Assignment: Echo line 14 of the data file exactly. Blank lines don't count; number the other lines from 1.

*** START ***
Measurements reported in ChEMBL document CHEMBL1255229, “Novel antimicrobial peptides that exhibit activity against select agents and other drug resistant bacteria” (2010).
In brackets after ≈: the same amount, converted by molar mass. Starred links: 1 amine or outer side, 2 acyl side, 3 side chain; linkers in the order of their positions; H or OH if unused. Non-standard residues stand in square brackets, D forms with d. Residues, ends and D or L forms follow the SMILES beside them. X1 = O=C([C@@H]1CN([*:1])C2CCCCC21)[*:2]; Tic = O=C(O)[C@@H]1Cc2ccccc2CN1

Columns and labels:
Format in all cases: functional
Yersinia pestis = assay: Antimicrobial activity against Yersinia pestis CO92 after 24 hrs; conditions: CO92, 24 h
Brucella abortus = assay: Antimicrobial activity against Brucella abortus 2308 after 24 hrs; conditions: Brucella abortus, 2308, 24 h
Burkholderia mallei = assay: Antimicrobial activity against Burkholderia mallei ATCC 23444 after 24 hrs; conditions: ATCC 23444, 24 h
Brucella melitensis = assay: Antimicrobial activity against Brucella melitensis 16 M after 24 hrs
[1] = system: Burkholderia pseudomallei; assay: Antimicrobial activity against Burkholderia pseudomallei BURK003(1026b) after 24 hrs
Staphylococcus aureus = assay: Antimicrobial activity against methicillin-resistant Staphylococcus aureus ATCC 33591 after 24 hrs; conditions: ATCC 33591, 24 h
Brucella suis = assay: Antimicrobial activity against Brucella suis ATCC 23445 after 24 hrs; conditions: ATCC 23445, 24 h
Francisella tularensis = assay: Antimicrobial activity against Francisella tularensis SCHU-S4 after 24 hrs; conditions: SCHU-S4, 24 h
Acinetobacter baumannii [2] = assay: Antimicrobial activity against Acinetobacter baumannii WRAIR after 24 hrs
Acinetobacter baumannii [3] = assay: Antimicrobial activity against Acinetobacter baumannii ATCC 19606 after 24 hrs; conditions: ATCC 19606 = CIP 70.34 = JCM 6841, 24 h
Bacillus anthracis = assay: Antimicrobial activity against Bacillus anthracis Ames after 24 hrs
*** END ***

Acinetobacter baumannii [3] = assay: Antimicrobial activity against Acinetobacter baumannii ATCC 19606 after 24 hrs; conditions: ATCC 19606 = CIP 70.34 = JCM 6841, 24 h